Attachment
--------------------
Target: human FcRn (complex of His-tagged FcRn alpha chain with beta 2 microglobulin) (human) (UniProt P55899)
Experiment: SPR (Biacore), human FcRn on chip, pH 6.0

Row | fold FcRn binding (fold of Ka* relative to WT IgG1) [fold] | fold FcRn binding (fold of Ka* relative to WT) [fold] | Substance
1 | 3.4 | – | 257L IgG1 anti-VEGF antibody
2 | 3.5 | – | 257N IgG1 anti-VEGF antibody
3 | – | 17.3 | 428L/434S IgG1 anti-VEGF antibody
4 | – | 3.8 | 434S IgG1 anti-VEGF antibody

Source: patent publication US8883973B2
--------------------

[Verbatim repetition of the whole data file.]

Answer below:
Target: human FcRn (complex of His-tagged FcRn alpha chain with beta 2 microglobulin) (human) (UniProt P55899)
Experiment: SPR (Biacore), human FcRn on chip, pH 6.0

Row | fold FcRn binding (fold of Ka* relative to WT IgG1) [fold] | fold FcRn binding (fold of Ka* relative to WT) [fold] | Substance
1 | 3.4 | – | 257L IgG1 anti-VEGF antibody
2 | 3.5 | – | 257N IgG1 anti-VEGF antibody
3 | – | 17.3 | 428L/434S IgG1 anti-VEGF antibody
4 | – | 3.8 | 434S IgG1 anti-VEGF antibody

Source: patent publication US8883973B2